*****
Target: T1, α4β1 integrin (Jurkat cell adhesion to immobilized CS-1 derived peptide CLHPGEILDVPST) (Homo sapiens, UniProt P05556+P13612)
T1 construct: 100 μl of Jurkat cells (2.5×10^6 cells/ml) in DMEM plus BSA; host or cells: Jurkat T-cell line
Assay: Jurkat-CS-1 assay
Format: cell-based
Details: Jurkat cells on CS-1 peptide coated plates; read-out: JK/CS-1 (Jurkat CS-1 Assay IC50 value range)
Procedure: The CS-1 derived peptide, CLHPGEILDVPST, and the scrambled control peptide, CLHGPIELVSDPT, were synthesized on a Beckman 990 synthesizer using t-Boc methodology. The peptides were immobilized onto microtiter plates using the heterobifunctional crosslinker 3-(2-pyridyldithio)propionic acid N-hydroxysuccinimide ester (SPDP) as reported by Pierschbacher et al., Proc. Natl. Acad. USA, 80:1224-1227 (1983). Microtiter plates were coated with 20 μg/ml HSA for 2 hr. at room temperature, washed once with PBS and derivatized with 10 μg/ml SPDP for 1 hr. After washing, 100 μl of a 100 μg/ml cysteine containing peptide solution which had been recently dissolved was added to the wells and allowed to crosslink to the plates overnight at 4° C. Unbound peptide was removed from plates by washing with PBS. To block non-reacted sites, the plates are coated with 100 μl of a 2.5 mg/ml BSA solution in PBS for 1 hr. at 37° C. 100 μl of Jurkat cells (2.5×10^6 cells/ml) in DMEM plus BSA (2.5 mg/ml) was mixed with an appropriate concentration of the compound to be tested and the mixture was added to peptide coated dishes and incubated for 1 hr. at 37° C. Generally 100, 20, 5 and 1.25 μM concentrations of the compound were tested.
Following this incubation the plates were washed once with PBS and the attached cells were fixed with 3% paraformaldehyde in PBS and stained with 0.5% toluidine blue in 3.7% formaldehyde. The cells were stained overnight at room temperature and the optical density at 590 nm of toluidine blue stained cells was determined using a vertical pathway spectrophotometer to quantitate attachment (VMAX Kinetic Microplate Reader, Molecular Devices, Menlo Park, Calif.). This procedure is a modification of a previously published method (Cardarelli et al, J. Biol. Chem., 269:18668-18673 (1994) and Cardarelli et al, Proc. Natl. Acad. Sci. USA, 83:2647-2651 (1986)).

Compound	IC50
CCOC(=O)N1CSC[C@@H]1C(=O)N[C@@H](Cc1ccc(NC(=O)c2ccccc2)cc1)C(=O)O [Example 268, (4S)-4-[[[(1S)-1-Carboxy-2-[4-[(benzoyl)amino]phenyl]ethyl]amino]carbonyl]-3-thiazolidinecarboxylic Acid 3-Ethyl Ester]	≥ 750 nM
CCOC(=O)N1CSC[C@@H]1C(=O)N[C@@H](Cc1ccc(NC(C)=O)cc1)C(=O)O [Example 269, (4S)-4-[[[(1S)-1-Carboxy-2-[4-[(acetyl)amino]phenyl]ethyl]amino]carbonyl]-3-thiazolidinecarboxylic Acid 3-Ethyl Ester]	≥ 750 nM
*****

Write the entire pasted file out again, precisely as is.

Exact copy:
Target: T1, α4β1 integrin (Jurkat cell adhesion to immobilized CS-1 derived peptide CLHPGEILDVPST) (Homo sapiens, UniProt P05556+P13612)
T1 construct: 100 μl of Jurkat cells (2.5×10^6 cells/ml) in DMEM plus BSA; host or cells: Jurkat T-cell line
Assay: Jurkat-CS-1 assay
Format: cell-based
Details: Jurkat cells on CS-1 peptide coated plates; read-out: JK/CS-1 (Jurkat CS-1 Assay IC50 value range)
Procedure: The CS-1 derived peptide, CLHPGEILDVPST, and the scrambled control peptide, CLHGPIELVSDPT, were synthesized on a Beckman 990 synthesizer using t-Boc methodology. The peptides were immobilized onto microtiter plates using the heterobifunctional crosslinker 3-(2-pyridyldithio)propionic acid N-hydroxysuccinimide ester (SPDP) as reported by Pierschbacher et al., Proc. Natl. Acad. USA, 80:1224-1227 (1983). Microtiter plates were coated with 20 μg/ml HSA for 2 hr. at room temperature, washed once with PBS and derivatized with 10 μg/ml SPDP for 1 hr. After washing, 100 μl of a 100 μg/ml cysteine containing peptide solution which had been recently dissolved was added to the wells and allowed to crosslink to the plates overnight at 4° C. Unbound peptide was removed from plates by washing with PBS. To block non-reacted sites, the plates are coated with 100 μl of a 2.5 mg/ml BSA solution in PBS for 1 hr. at 37° C. 100 μl of Jurkat cells (2.5×10^6 cells/ml) in DMEM plus BSA (2.5 mg/ml) was mixed with an appropriate concentration of the compound to be tested and the mixture was added to peptide coated dishes and incubated for 1 hr. at 37° C. Generally 100, 20, 5 and 1.25 μM concentrations of the compound were tested.
Following this incubation the plates were washed once with PBS and the attached cells were fixed with 3% paraformaldehyde in PBS and stained with 0.5% toluidine blue in 3.7% formaldehyde. The cells were stained overnight at room temperature and the optical density at 590 nm of toluidine blue stained cells was determined using a vertical pathway spectrophotometer to quantitate attachment (VMAX Kinetic Microplate Reader, Molecular Devices, Menlo Park, Calif.). This procedure is a modification of a previously published method (Cardarelli et al, J. Biol. Chem., 269:18668-18673 (1994) and Cardarelli et al, Proc. Natl. Acad. Sci. USA, 83:2647-2651 (1986)).

Compound	IC50
CCOC(=O)N1CSC[C@@H]1C(=O)N[C@@H](Cc1ccc(NC(=O)c2ccccc2)cc1)C(=O)O [Example 268, (4S)-4-[[[(1S)-1-Carboxy-2-[4-[(benzoyl)amino]phenyl]ethyl]amino]carbonyl]-3-thiazolidinecarboxylic Acid 3-Ethyl Ester]	≥ 750 nM
CCOC(=O)N1CSC[C@@H]1C(=O)N[C@@H](Cc1ccc(NC(C)=O)cc1)C(=O)O [Example 269, (4S)-4-[[[(1S)-1-Carboxy-2-[4-[(acetyl)amino]phenyl]ethyl]amino]carbonyl]-3-thiazolidinecarboxylic Acid 3-Ethyl Ester]	≥ 750 nM